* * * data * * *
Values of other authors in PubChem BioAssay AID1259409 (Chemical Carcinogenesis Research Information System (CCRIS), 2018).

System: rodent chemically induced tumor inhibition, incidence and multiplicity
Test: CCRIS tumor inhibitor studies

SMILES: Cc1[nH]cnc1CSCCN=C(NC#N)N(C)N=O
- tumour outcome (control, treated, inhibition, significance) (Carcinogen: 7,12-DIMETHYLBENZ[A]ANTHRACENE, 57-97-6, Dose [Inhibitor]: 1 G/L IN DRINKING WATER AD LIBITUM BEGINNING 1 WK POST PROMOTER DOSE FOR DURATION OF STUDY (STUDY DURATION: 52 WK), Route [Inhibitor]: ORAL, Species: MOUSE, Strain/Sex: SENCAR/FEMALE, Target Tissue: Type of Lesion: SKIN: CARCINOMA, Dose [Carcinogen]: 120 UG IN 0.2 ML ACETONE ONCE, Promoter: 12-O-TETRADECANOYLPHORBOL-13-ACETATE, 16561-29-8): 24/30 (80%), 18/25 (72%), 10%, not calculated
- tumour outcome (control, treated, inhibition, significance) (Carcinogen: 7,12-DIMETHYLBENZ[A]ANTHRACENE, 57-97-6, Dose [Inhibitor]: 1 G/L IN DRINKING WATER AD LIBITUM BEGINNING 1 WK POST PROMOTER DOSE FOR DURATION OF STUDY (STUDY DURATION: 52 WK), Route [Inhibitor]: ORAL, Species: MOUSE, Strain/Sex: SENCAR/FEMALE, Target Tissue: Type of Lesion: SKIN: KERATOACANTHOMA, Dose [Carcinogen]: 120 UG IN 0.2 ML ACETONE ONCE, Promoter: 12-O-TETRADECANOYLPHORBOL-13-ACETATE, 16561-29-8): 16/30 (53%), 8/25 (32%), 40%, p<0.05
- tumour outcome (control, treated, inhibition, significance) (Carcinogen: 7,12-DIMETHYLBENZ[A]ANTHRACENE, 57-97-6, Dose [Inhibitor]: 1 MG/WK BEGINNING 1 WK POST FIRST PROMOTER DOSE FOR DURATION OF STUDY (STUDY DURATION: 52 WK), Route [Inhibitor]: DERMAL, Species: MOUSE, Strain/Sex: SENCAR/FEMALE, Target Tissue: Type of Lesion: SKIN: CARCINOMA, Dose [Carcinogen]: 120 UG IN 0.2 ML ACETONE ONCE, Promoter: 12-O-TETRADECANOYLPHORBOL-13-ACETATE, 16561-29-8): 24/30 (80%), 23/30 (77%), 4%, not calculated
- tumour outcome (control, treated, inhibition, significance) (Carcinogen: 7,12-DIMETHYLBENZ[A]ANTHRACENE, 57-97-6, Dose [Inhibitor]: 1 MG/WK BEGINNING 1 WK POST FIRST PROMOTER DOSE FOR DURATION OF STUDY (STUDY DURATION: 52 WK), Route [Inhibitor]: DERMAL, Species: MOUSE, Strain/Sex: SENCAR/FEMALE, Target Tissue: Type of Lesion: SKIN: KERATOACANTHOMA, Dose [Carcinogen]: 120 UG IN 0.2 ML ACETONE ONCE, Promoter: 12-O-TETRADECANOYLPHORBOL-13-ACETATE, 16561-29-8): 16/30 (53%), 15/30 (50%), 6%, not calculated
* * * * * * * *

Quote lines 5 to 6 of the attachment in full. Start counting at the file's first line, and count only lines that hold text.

- tumour outcome (control, treated, inhibition, significance) (Carcinogen: 7,12-DIMETHYLBENZ[A]ANTHRACENE, 57-97-6, Dose [Inhibitor]: 1 G/L IN DRINKING WATER AD LIBITUM BEGINNING 1 WK POST PROMOTER DOSE FOR DURATION OF STUDY (STUDY DURATION: 52 WK), Route [Inhibitor]: ORAL, Species: MOUSE, Strain/Sex: SENCAR/FEMALE, Target Tissue: Type of Lesion: SKIN: CARCINOMA, Dose [Carcinogen]: 120 UG IN 0.2 ML ACETONE ONCE, Promoter: 12-O-TETRADECANOYLPHORBOL-13-ACETATE, 16561-29-8): 24/30 (80%), 18/25 (72%), 10%, not calculated
- tumour outcome (control, treated, inhibition, significance) (Carcinogen: 7,12-DIMETHYLBENZ[A]ANTHRACENE, 57-97-6, Dose [Inhibitor]: 1 G/L IN DRINKING WATER AD LIBITUM BEGINNING 1 WK POST PROMOTER DOSE FOR DURATION OF STUDY (STUDY DURATION: 52 WK), Route [Inhibitor]: ORAL, Species: MOUSE, Strain/Sex: SENCAR/FEMALE, Target Tissue: Type of Lesion: SKIN: KERATOACANTHOMA, Dose [Carcinogen]: 120 UG IN 0.2 ML ACETONE ONCE, Promoter: 12-O-TETRADECANOYLPHORBOL-13-ACETATE, 16561-29-8): 16/30 (53%), 8/25 (32%), 40%, p<0.05